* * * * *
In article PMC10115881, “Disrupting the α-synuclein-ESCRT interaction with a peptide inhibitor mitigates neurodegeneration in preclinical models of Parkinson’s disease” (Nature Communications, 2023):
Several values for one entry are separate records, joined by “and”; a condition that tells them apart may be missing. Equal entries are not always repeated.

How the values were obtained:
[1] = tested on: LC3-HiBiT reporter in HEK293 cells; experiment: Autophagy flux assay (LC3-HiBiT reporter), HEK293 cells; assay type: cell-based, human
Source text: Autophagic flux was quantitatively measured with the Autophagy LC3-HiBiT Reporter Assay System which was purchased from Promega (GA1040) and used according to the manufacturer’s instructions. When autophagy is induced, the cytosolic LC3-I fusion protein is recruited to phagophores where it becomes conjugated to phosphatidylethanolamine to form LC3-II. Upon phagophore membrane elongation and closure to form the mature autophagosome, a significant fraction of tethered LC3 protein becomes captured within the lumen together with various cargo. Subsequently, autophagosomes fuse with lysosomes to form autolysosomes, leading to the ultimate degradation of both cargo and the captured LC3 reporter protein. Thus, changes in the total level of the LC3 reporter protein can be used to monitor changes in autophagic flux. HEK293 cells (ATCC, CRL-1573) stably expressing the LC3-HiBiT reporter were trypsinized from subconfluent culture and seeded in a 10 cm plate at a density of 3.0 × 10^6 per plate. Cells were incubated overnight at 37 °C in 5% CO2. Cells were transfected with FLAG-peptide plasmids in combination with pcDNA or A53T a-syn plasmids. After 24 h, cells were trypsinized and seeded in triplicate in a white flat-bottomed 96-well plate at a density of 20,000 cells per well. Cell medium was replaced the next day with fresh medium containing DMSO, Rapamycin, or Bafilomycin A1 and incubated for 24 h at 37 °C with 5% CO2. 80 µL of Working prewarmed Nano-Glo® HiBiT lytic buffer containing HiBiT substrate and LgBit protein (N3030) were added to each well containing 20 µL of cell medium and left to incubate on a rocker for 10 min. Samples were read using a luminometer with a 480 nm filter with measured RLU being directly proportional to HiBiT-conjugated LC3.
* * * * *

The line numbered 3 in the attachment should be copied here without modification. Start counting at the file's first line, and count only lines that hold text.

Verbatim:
How the values were obtained: